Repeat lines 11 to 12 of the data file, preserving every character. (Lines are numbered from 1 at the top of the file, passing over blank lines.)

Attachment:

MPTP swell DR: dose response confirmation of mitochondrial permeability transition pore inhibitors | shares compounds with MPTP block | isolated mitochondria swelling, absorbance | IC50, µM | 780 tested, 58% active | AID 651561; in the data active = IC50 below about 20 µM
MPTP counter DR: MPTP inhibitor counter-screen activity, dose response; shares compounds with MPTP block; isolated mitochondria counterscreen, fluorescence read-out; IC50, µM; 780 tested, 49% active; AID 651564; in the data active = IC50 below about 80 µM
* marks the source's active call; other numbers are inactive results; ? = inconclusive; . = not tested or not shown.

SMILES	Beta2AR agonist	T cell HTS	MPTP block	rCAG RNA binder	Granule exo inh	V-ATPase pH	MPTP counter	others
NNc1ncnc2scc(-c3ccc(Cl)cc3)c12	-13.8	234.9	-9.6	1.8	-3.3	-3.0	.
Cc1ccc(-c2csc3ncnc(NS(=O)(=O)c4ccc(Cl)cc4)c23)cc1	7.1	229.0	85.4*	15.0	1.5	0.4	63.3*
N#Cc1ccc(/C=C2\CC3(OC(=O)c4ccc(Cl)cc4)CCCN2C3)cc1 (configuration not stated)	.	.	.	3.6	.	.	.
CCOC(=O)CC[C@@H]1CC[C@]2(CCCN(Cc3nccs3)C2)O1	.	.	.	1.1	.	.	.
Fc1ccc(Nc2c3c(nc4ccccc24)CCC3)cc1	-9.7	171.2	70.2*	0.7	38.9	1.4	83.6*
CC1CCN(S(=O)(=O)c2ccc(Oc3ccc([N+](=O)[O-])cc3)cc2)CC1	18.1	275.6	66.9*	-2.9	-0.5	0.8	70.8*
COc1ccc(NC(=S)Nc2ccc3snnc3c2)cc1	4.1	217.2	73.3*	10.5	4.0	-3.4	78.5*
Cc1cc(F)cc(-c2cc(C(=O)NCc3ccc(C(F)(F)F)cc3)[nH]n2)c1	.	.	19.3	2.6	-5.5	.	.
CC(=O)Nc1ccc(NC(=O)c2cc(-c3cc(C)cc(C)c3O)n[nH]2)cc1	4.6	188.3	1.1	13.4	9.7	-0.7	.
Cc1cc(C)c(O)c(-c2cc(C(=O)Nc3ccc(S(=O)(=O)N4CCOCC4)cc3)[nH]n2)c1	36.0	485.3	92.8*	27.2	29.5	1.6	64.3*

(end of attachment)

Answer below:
COc1ccc(NC(=S)Nc2ccc3snnc3c2)cc1	4.1	217.2	73.3*	10.5	4.0	-3.4	78.5*
Cc1cc(F)cc(-c2cc(C(=O)NCc3ccc(C(F)(F)F)cc3)[nH]n2)c1	.	.	19.3	2.6	-5.5	.	.